There's more to composition than the rule of thirds.
And Fibonacci's not an opera singer. (You're thinking of Pavarotti -- or of Bocelli -- or of no opera singers because why would you be?) The composition is the frame and the arrangement of the elements in that frame. What are the elements of a frame? The mise-en-scène -- everything in the frame that makes up the frame, including everything from the actors, to lighting, to props, to costumes, to composition.
Those two things, composition and mise-en-scène, are usually the first concepts you should (and do) learn about aesthetic theory, because they lay the foundation for everything else. But let's rewind for a second and take a look at what composition actually is and how the elements within the concept come into play when setting up and blocking your shots. Andrew Price breaks things down nicely in this video, which is geared toward CGI artists. However, don't be deterred if you're not one -- compositional principles are quite universal, applying to film, photography, painting, sculpture, and other plastic arts.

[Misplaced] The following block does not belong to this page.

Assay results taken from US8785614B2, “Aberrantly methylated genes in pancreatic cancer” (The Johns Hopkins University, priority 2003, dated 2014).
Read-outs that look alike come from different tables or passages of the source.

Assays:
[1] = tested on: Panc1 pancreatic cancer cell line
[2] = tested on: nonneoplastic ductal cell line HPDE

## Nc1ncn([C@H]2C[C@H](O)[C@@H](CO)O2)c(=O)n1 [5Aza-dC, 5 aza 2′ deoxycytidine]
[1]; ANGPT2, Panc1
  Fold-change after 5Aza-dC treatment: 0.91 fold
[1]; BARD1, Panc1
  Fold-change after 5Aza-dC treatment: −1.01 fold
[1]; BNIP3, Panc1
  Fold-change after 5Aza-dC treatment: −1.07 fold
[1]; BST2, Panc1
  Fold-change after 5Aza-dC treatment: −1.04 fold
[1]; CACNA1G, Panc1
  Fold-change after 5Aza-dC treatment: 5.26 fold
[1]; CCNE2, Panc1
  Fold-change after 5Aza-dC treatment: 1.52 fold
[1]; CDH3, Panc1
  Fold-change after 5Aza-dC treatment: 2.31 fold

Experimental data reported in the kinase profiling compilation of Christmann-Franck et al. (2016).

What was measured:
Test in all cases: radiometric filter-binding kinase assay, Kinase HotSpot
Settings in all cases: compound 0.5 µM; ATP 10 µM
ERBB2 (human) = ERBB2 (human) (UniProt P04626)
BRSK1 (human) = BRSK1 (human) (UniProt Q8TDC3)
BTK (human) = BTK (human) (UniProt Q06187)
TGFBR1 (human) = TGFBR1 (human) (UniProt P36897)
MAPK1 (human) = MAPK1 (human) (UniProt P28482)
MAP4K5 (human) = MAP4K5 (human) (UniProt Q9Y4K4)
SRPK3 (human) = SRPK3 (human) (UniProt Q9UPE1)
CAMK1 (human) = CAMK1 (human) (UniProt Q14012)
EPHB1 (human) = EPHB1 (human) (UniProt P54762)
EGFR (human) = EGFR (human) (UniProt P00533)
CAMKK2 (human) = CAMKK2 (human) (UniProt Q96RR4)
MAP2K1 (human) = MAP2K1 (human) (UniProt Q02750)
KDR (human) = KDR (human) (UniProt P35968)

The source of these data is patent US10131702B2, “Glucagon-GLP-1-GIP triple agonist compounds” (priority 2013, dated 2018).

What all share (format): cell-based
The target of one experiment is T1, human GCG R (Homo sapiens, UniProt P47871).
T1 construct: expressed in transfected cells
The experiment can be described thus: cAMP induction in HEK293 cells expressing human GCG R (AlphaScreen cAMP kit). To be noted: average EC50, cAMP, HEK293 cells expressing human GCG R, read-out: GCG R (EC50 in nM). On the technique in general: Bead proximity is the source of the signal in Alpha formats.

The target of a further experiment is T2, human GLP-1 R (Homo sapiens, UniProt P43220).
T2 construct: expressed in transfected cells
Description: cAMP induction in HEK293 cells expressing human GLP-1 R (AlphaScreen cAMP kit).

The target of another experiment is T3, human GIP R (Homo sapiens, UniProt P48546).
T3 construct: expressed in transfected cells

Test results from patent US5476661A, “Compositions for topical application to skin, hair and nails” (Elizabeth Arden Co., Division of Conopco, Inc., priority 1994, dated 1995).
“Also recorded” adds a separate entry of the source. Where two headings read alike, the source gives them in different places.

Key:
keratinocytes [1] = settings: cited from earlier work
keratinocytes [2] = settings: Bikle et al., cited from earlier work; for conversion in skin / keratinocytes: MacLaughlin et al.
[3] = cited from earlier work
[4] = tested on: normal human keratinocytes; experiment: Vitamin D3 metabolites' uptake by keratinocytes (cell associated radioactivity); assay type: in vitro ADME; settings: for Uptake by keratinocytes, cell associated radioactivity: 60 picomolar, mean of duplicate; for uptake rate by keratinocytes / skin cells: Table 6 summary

Understanding how to arrange the elements in your shot to create beautiful compositions is the foundation of your job as a filmmaker and cinematographer. Think of a film as a form of communication: the compositions (as well as editing, music, dialog, etc.) are our language and the elements of mise-en-scène are our words. Being able to comprehend them and know what they mean will only make you a better communicator, allowing you to express yourself fully through your film to your audience.